Does significant erosion occur during the flow of the debris avalanche?

Are bulking, erosion, and sediment incorporation the same for subaerial and submarine landslides (Glicken, 1991; Komorowski et al., 1991; Voight, 1978; Voight and Sousa, 1994; Schneider et al., 2004)? How large is the volume of reworked sediment? What is the dynamic role of the undrained loading of overridden compressible marine sediment (Voight and Elsworth, 1997)? Is the sedimentary substratum deformed with the emplacement of the debris avalanche (Schneider et al., 2004)? Are the matrix facies of the debris avalanche more abundant in the bottom part (Gee et al., 1999)?

How might the collapse evolve?

The collapse might evolve in singular failure or retrogressively with several closely spaced failures leading to multiple debris avalanches (Wynn and Masson, 2003; Mattioli et al., 2007) and proportionately less severe consequences. For instance, large-scale flank-collapse events on the Canary and Hawaiian Islands have generated turbidites that comprise multiple fining-upward subunits (Wynn and Masson, 2003; Garcia and Hull, 1994), which suggest that flank collapse occurred in a number of stages separated by days to weeks.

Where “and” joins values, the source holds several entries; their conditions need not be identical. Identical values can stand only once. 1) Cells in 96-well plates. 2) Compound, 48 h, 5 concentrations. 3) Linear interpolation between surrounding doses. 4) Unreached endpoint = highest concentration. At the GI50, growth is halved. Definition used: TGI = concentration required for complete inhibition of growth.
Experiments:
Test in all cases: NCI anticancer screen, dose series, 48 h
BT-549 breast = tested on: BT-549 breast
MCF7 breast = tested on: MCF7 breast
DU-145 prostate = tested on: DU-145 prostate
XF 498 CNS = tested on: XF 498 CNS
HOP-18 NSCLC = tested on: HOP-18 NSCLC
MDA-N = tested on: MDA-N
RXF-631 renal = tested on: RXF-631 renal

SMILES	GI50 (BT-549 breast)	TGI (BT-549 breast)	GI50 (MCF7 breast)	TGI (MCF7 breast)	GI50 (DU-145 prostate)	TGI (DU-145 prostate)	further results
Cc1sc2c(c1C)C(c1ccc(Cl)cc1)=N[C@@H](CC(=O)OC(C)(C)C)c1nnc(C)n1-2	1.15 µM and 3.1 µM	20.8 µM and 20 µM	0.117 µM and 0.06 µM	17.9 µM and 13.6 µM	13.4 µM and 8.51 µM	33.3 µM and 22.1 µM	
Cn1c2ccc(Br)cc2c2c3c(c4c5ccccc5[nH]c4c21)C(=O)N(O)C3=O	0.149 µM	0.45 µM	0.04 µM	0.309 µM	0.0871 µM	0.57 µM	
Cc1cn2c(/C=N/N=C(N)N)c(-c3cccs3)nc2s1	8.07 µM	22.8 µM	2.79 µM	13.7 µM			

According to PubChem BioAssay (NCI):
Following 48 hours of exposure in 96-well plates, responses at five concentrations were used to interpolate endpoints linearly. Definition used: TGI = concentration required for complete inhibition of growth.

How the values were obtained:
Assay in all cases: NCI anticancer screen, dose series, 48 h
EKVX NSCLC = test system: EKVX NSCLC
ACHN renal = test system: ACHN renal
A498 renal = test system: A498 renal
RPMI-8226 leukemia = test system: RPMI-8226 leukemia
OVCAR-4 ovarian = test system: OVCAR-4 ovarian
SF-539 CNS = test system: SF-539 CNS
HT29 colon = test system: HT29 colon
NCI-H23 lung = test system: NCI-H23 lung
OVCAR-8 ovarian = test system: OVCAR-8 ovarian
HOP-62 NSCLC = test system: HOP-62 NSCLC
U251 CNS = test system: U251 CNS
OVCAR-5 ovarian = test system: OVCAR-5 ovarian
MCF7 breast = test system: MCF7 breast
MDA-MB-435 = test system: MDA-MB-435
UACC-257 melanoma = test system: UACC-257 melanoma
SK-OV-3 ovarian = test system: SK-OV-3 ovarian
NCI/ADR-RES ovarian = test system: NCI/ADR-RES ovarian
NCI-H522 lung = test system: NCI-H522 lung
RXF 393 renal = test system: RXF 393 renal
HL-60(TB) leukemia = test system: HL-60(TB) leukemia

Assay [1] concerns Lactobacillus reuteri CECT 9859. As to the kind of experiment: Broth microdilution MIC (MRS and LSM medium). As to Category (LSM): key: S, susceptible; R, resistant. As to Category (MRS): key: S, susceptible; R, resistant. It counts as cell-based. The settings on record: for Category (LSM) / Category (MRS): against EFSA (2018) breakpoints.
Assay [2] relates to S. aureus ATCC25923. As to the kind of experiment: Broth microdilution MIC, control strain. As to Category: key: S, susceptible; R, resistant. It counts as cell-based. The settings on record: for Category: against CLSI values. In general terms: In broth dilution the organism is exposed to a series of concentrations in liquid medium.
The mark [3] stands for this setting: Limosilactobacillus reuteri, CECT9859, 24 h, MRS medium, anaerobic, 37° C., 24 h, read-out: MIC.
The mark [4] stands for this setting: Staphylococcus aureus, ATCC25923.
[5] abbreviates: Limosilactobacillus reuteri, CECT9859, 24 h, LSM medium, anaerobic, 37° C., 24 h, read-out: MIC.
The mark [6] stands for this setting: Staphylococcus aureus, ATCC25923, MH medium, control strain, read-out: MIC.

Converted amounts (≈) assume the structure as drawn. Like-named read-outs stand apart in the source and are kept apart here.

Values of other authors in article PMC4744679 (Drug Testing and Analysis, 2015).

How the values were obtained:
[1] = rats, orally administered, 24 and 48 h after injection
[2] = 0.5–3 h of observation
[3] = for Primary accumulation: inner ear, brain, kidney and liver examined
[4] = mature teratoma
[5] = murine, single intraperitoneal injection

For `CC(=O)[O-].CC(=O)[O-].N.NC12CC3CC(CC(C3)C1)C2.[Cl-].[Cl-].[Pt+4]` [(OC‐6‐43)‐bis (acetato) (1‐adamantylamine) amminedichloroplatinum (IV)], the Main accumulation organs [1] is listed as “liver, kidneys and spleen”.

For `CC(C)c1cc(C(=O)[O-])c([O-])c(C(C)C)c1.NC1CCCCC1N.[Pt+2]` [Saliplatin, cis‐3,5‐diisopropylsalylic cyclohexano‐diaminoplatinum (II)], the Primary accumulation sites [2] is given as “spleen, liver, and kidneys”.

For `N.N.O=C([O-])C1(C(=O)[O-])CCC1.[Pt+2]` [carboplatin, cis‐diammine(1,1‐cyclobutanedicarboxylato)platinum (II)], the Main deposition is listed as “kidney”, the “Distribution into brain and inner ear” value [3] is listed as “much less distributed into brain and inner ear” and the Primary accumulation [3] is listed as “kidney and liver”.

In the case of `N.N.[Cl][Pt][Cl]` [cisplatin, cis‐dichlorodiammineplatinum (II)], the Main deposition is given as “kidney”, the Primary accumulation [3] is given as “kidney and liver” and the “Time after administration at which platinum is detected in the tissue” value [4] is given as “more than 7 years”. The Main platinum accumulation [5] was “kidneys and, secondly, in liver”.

2. Document the long-term eruptive history of the arc to assess volcano evolution (cycles of construction and destruction) and major volcanic hazards.